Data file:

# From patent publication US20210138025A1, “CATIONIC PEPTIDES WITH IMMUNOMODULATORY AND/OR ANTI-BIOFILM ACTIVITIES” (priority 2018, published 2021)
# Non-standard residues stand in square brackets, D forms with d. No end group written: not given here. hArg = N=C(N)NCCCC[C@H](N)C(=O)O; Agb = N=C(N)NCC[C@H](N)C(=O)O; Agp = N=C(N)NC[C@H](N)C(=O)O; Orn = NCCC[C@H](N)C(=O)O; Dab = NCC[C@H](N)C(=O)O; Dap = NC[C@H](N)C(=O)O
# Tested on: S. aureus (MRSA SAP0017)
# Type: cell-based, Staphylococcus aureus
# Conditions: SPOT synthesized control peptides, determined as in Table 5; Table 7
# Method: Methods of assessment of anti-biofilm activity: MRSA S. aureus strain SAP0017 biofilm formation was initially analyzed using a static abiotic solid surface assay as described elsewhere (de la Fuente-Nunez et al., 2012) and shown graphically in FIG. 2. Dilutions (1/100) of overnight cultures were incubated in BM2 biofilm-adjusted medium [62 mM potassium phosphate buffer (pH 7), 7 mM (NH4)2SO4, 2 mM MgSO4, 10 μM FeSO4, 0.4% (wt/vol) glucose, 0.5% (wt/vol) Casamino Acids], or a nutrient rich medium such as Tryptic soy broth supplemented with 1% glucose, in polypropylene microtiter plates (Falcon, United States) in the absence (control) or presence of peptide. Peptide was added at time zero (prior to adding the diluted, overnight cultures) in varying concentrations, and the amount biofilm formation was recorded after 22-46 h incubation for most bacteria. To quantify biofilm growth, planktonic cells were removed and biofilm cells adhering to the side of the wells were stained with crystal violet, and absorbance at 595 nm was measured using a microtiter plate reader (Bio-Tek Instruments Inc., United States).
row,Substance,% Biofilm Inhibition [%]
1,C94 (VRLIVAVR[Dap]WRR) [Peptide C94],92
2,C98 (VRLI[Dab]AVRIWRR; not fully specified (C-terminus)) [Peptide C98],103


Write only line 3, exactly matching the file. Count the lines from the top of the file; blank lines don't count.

# Tested on: S. aureus (MRSA SAP0017)